Are you overcomplicating data intelligence?
When business leaders hear, “data is paramount to the future of business,” the response, of course, is head nodding.
Harvard Business Review recently reported that 83% of companies stress the importance of turning data into actionable insight. So why do only 22% of that same group feel they are successful at doing so? The answer lies in an overcomplication of data intelligence as a whole.
Data intelligence is simply about driving the right insights, to the right people, at the right time — and companies have an advantage if they can move fast on artificial intelligence (AI) and machine learning (ML). The value proposition of AI/ML is not about replacing your teams but about taking what your teams already accomplish and layering additional computing power and insights on top. The partnership between your people and your data intelligence leads to increased scale and speed around decision-making that can move your organization to the next level of market share, improved customer satisfaction, and more.
Easier said than done, right? Where organizations struggle is in the gap between understanding their need and moving on them. Most companies have a backlog of known issues relating to data — cleaning it up, formatting it, or simply finding it. Doing this type of work is demotivating to teams because the return could be months, quarters, or years down the road. Starting here also assumes you have control over all your data and doesn’t exist in silos in other parts of the organization. It’s a huge challenge to tackle.
For most businesses, progress comes through micro-use cases with attainable, smaller wins that can generate buy-in and momentum across teams. View this as a proof point you can sell internally to showcase what you can do with the power of AI/ML.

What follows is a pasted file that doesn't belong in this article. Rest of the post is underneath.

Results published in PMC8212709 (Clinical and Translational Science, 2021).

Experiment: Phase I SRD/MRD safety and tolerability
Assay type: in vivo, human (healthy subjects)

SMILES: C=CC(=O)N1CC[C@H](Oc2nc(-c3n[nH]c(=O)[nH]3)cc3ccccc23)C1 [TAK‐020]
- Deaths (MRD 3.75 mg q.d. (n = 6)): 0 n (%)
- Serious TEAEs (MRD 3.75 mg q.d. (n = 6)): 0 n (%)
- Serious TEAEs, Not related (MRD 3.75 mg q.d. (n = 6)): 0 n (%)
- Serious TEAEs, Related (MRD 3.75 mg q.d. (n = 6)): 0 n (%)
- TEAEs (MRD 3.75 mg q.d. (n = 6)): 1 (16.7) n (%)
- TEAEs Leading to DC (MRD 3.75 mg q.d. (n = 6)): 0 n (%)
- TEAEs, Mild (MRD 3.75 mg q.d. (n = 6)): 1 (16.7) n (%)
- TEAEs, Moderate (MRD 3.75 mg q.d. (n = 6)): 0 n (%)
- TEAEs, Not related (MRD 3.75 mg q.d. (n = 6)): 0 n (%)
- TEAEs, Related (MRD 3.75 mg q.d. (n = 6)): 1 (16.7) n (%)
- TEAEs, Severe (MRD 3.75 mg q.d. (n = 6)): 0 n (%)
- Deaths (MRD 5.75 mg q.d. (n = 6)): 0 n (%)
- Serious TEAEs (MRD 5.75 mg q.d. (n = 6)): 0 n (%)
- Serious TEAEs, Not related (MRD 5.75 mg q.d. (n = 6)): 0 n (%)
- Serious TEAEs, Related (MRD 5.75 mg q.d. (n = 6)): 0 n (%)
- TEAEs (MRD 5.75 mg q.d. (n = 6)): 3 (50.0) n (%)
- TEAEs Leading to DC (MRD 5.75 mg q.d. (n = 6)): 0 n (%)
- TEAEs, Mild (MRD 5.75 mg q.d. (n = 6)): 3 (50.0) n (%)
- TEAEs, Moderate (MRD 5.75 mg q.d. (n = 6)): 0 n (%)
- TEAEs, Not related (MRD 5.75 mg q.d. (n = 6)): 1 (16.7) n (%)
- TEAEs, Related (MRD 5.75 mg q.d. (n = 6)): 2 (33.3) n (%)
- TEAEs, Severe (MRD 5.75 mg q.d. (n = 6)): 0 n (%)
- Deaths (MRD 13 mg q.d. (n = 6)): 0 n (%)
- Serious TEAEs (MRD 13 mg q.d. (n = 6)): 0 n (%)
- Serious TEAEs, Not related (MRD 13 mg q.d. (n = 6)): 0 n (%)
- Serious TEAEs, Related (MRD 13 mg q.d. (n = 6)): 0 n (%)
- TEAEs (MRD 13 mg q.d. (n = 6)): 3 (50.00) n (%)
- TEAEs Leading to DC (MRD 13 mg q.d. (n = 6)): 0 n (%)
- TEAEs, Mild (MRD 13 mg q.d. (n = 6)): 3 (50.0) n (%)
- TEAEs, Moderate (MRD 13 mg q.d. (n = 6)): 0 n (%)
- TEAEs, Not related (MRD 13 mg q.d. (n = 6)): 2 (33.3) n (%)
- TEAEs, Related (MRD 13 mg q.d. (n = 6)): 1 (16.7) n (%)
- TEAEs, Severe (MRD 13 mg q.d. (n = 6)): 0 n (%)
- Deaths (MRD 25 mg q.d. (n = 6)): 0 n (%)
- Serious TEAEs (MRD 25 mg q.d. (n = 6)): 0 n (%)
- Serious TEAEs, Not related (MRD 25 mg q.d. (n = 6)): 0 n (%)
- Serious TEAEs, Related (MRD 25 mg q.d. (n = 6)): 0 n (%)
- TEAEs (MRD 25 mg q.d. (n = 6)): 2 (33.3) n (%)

Rather than tackle, say, applying ML to all of your inventory intelligence, consider partnering with finance on mapping the data journey of a single SKU from procurement to pay. Even better if the product is a known problem child for finance that is difficult to track. By being willing to jump in and do the dirty work of mapping the product journey through your organization from procurement to paying the vendor, you stand to gain an ally — an ally who happens to own the purse strings. You have simplified the problem with data projects to a single product, and if successfully mapped, you present a useful win for your organization. Last but not least, you are building champions for when the initiative needs support at scale.
So, where do leaders start? Start with a plan. If AI/ML are intimidating as an organizational initiative, here’s a list of simple steps that will help you transcend your understanding of data intelligence that can support you in conversations with anyone from data scientists to the CEO.
- Identify the why. Why would you be applying AI/ML? What are you trying to solve? What are you trying to bring advanced computing power to?
- Once you identify your why you need to know what the end state is. What does good look like? Is there a specific metric you can track for “before” and “after” improvement?
- Where are you today? Have you taken a data inventory and uncovered workarounds?
- How are you going to get there? Will you leverage tools like user mapping, technical architecture, road mapping?
In our experience, mapping out data flows allows you to visually see where data is siloed because often, you don’t even know where you’re hitting bottlenecks. The most important part of this process is spending time understanding what internal users want and need from data and then figuring out how to query it so teams can find insights (or your AI model can surface it for them). Once you start taking these steps using these methodologies, it’s an agile and continual process to make progress and uncover quick wins.
By approaching data from a pragmatic perspective, you can leverage micro wins that showcase the value of AI/ML and drive impact into the organization. If you are a data pro, this article may have been so simple for you it was eye-rolling. However, If this plan seems overwhelming, don’t be afraid to leverage a partner that has done it before — let’s grab a cold one and chat. Data and beer are like peas and carrots, so I have heard!
This article was originally published on LinkedIn. Click here to view it and join the conversation.